The C23 4K camera features a 1-inch sensor capable of capturing 20MP stills in JPEG and Raw formats, with 4K video available up to 60fps alongside FHD and HD at up to 120fps. The gimbal can rotate a full 360° for photo and video capture since the landing gear is raised once the drone has taken off so you don’t need to rotate the drone to compose your shots – great for subject tracking videos.
The controller features a 7-inch touchscreen display powered by Android and features an HDMI port to connect to an external monitor. What’s more, the Typhoon H Plus offers Team Mode which allows you to control the drone and camera independently using two remote controls. This means that the pilot can focus on flight while a camera operator takes control of the camera – perfect for professional filmmaking.
Best for high-resolution video
Offering up to 6K video in a highly portable package, the Autel Evo II Pro is a firm competitor to DJI’s Mavic series of drones alongside new Autel models that have been released in 2022 at the CES show in Las Vegas. The Evo II Pro is a foldable drone weighing 1191g and sports a bright orange airframe and black propeller arms giving the drone a distinctive look that houses some seriously impressive features.
The camera uses a 1-inch 20MP Sony CMOS sensor alongside an adjustable f2.8 to f11 aperture with an equivalent focal length of 28.6mm. For stills, the aperture isn’t hugely important because a 1-inch sensor is small so depth-of-field remains large even at f/2.8. But for video, adjustable apertures on any drone are incredibly used for controlling exposure without the need to land the drone and attach stronger ND filters. ISO is also available up to 12,800, although it’s rare that you’d need such a high setting and high ISO noise does become problematic at higher settings.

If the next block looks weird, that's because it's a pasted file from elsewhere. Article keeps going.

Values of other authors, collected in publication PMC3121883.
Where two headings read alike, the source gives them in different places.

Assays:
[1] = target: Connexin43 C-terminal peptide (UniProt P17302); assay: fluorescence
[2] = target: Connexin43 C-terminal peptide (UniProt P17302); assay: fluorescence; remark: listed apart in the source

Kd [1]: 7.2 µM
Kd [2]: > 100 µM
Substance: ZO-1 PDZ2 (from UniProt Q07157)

Video is available at 6K up to 30fps, 4K up to 60fps, 2.7K up to 120fps and FHD up to 120fps providing a huge amount of scope for professionals and enthusiasts alike. Video can be captured in 10-bit colour in Standard and A-Log (Raw) colour profiles for in-camera processed footage or flat footage that can be colour graded into a professional workflow. The EVO II also supports multi-port HDMI real-time output for monitoring and live streaming.
Best for portability
Taking the crown for best DJI drone with a 1-inch sensor from the Mavic 2 Pro, the Air 2S is now the best and indeed newest model available with this sensor size. The Air 2S features a folding design with a folded size of 180x97x77mm and a weight of just 595g, making it the smallest and lightest drone available with a 1-inch sensor. This makes it the perfect choice for photographers and videographers requiring excellent image quality in a small package that can be easily carried alongside other equipment.
The camera features a 1-inch 20MP sensor with an equivalent focal length of 22mm. It’s capable of capturing stills in both Raw and JPEG formats, although it doesn’t offer an adjustable aperture so videographers will need to rely on ND filters to control shutter speed when filming. This is less convenient than having an adjustable aperture that can be used in conjunction with ND filters to control exposure, but the trade-off here is the small size and light weight of the drone.